Gabriel Ferrandini – Volúpias (2019)

Gabriel Ferrandini - Volúpias (2019)
Artist: Gabriel Ferrandini
Album: Volúpias
Label: Clean Feed
Year Of Release: 2019
Quality: FLAC (tracks)

1 Rua Nova da Piedade 02:30
2 Travessa de São José 01:28
3 Rua de São Marçal 01:30
4 Rua da Academia das Ciências 06:23
5 Rua de O Século 03:34
6 Rua João Pereira da Rosa 04:06
7 Rua dos Caetanos 03:31
8 Travessa dos Fiéis de Deus 05:19
9 Rua da Barroca 10:32


Gabriel Ferrandini drums and percussion
Hernâni Faustino double bass
Pedro Sousa tenor saxophone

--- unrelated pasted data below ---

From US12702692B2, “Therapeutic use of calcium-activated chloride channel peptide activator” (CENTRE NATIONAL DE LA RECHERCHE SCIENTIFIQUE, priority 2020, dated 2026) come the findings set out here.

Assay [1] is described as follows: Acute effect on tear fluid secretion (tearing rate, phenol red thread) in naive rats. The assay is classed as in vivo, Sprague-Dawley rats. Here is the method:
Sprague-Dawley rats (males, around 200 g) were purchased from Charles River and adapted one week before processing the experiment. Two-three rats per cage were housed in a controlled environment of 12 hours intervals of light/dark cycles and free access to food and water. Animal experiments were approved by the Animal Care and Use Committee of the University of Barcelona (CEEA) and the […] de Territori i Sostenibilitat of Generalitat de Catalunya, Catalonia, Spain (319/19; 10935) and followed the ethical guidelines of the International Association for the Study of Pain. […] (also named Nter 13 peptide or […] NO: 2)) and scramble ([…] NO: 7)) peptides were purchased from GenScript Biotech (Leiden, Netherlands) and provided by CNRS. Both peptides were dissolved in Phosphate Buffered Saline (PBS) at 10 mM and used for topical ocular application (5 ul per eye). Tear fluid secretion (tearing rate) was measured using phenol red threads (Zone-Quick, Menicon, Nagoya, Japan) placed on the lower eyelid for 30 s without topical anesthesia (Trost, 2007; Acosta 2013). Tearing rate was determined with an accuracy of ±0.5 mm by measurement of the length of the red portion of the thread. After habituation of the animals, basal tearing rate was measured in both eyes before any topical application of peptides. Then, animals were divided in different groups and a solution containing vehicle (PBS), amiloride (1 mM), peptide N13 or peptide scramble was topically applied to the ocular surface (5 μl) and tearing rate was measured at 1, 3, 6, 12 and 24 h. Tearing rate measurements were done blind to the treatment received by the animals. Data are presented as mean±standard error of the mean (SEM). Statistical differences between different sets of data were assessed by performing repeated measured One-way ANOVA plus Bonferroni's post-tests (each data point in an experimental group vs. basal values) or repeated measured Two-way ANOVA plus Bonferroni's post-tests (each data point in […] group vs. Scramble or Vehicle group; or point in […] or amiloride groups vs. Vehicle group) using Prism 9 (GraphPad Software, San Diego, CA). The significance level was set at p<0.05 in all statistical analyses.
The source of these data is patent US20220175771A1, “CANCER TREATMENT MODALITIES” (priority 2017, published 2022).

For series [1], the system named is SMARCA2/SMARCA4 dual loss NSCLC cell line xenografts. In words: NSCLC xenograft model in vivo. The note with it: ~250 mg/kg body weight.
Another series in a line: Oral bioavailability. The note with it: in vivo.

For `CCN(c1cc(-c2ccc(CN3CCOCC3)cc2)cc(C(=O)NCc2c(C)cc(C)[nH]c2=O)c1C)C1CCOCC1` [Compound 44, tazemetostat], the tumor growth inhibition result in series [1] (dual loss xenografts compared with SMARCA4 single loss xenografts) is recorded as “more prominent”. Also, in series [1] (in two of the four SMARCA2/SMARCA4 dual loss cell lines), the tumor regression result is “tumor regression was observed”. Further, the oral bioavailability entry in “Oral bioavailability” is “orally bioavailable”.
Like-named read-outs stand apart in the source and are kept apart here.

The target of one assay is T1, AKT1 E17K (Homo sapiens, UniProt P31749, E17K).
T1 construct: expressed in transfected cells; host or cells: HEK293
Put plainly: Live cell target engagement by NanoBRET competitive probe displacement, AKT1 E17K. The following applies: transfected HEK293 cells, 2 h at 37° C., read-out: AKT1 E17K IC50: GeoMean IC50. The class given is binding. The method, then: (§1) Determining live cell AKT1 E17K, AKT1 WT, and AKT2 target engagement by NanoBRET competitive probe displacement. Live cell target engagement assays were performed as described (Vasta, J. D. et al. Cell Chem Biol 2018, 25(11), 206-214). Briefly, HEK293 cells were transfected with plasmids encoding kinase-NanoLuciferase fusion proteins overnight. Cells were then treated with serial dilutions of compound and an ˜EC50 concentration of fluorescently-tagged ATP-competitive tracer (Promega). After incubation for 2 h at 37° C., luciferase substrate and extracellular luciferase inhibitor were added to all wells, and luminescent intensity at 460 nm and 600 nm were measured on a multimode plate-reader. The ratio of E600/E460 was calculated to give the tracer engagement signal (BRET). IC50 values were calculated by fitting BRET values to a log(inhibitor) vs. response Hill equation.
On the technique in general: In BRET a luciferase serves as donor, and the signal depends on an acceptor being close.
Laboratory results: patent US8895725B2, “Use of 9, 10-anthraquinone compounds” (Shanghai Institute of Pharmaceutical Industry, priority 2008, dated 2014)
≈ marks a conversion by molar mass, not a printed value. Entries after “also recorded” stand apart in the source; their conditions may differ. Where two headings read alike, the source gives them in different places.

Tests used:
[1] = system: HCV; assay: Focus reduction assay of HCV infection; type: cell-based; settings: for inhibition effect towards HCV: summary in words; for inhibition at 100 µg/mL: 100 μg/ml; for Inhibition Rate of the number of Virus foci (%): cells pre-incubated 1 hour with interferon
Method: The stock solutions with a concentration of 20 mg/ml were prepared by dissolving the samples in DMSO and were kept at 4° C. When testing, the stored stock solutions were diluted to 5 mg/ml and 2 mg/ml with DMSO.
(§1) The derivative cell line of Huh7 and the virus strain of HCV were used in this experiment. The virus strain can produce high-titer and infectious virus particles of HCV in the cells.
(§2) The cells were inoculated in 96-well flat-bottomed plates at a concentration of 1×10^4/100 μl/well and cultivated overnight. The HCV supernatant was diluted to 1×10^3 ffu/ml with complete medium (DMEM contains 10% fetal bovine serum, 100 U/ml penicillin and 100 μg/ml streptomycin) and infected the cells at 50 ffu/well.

The Portuguese (but born in California 1986, from a Mozambican natural and a Brazilian of Italian heritage) drummer Gabriel Ferrandini is usually found in freely improvised music contexts (those, for instance, of Red Trio and Rodrigo Amado Motion Trio in the celebrated Lisbon scene and with an impressive international collaboration history: Alexander Von Schlippenbach, Axel Dörner, Evan Parker, John Butcher, Nate Wooley, Peter Evans, Sten Sandell or Thurston Moore, among many others) but three years ago he decided to turn himself to composition and started the new approach with an artistic residency in one of the most prestigious Portuguese venues for music, ZDB. To turn ideas and notations to sound he invited two of his most near companions, tenor saxophonist Pedro Sousa (his partner in the PeterGabriel duo) and double bassist Hernâni Faustino for that task, the same playing in “Volúpias”. The record you have here is result of one year residency at ZDB. Maybe because of that, the titles of the pieces are the names of Lisbon streets, the ones that lead from Ferrandini’s house to his studio and then to ZDB. Curiously enough, if Ferrandini sounds here more jazz-oriented than ever (this process went through the creation of an extended version of “Love Song”, by Tony Williams), two of the tracks are arrangements of compositions by an electronic musician, also Portuguese (Ondness), who combines dance beats with exotic soundscapes, very far from what we call jazz. The message underneath is a delight, warning us that this commitment to the jazz format isn’t necessarily “conventional”. Nothing done by Gabriel Ferrandini is, thank the gods…

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